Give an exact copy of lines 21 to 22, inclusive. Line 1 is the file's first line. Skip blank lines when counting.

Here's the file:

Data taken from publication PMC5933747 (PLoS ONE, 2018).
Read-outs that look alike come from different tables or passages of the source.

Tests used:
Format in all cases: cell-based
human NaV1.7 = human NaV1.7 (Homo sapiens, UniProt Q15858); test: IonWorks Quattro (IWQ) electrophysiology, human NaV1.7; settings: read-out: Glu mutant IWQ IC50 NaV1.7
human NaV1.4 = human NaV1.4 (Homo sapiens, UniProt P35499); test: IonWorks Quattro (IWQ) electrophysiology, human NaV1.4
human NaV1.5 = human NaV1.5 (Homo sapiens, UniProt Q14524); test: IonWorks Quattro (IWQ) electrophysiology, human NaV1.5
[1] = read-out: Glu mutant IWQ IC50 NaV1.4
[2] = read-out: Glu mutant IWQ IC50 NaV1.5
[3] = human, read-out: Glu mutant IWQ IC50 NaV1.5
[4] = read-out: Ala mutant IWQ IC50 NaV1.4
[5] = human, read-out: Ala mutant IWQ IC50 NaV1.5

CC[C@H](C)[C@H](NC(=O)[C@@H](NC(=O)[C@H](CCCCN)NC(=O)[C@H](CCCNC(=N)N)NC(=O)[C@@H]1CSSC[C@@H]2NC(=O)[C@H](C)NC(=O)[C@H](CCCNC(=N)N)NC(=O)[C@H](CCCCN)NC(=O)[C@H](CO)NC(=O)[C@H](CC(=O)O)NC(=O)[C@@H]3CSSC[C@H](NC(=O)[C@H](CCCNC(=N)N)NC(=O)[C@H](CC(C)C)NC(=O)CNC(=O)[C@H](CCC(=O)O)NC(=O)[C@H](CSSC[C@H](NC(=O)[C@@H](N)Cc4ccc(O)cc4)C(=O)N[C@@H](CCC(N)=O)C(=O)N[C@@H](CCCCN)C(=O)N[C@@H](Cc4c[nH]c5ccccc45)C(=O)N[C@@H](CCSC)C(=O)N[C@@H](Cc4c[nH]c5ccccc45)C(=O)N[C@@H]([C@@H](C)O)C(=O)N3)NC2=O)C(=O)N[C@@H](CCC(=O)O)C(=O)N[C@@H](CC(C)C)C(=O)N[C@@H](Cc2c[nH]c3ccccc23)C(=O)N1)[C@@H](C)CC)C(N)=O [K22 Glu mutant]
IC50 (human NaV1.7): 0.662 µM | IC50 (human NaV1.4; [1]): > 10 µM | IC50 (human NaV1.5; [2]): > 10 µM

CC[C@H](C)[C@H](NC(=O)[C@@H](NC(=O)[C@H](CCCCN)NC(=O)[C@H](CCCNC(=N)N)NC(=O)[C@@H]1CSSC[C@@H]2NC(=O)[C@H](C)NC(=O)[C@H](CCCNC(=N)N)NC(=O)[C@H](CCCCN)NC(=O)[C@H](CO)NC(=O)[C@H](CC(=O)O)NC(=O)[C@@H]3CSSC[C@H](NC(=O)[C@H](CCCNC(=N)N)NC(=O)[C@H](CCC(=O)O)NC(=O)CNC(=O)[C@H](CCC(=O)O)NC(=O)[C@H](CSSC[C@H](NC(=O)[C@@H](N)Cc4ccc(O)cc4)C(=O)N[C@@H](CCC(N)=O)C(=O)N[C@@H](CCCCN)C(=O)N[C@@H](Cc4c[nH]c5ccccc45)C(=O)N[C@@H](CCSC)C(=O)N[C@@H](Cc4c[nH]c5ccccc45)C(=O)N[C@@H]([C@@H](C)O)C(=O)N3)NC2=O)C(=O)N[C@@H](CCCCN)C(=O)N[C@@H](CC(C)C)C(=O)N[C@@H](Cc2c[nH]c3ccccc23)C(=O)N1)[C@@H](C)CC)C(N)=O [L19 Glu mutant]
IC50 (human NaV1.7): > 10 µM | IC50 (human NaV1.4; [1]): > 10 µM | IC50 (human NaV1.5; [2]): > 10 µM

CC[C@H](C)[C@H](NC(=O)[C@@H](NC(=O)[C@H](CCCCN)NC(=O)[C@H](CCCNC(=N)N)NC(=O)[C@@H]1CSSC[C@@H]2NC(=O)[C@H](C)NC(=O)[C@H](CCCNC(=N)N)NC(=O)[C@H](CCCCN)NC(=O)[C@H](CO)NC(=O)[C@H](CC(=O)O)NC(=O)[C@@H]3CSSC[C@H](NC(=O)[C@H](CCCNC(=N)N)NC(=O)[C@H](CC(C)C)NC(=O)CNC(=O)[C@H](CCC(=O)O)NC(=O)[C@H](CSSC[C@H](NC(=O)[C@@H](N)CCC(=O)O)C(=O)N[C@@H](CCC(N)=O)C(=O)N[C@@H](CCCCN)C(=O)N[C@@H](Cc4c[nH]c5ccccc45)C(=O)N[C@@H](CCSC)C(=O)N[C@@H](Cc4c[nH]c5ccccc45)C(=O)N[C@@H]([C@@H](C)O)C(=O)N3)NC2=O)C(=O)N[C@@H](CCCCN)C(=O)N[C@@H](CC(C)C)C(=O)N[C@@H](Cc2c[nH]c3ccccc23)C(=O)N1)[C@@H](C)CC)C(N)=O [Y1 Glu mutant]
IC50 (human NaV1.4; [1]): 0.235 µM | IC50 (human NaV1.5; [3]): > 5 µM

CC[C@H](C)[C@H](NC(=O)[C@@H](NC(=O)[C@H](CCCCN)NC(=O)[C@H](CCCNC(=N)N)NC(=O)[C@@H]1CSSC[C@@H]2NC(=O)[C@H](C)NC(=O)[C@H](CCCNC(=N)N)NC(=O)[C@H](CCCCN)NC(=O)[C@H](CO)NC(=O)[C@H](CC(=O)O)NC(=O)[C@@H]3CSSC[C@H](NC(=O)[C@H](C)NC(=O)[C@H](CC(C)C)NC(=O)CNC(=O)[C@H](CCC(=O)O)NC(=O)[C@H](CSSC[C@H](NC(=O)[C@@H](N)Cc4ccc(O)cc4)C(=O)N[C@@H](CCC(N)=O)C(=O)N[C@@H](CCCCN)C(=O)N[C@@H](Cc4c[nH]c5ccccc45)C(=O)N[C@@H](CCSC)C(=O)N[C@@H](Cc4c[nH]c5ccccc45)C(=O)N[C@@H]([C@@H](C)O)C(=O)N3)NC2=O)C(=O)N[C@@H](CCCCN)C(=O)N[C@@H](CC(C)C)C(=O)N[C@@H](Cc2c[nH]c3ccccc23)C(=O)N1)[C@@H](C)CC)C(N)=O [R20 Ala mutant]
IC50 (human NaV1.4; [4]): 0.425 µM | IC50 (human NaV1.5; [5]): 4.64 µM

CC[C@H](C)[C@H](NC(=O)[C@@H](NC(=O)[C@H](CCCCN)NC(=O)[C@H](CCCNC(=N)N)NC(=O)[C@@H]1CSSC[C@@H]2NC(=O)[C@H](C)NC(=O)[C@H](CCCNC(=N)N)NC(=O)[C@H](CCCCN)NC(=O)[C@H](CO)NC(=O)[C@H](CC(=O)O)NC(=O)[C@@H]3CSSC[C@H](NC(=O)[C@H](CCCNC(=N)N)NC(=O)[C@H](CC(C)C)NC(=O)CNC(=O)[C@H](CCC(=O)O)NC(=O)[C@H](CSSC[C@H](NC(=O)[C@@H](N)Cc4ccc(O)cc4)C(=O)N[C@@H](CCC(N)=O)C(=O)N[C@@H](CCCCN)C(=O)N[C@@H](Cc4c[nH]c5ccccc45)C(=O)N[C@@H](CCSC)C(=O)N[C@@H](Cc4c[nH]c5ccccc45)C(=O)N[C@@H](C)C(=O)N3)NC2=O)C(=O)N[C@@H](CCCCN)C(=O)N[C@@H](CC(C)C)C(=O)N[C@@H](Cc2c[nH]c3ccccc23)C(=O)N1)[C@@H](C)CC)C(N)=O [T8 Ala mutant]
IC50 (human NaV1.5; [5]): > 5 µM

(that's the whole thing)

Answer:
CC[C@H](C)[C@H](NC(=O)[C@@H](NC(=O)[C@H](CCCCN)NC(=O)[C@H](CCCNC(=N)N)NC(=O)[C@@H]1CSSC[C@@H]2NC(=O)[C@H](C)NC(=O)[C@H](CCCNC(=N)N)NC(=O)[C@H](CCCCN)NC(=O)[C@H](CO)NC(=O)[C@H](CC(=O)O)NC(=O)[C@@H]3CSSC[C@H](NC(=O)[C@H](CCCNC(=N)N)NC(=O)[C@H](CC(C)C)NC(=O)CNC(=O)[C@H](CCC(=O)O)NC(=O)[C@H](CSSC[C@H](NC(=O)[C@@H](N)Cc4ccc(O)cc4)C(=O)N[C@@H](CCC(N)=O)C(=O)N[C@@H](CCCCN)C(=O)N[C@@H](Cc4c[nH]c5ccccc45)C(=O)N[C@@H](CCSC)C(=O)N[C@@H](Cc4c[nH]c5ccccc45)C(=O)N[C@@H](C)C(=O)N3)NC2=O)C(=O)N[C@@H](CCCCN)C(=O)N[C@@H](CC(C)C)C(=O)N[C@@H](Cc2c[nH]c3ccccc23)C(=O)N1)[C@@H](C)CC)C(N)=O [T8 Ala mutant]
IC50 (human NaV1.5; [5]): > 5 µM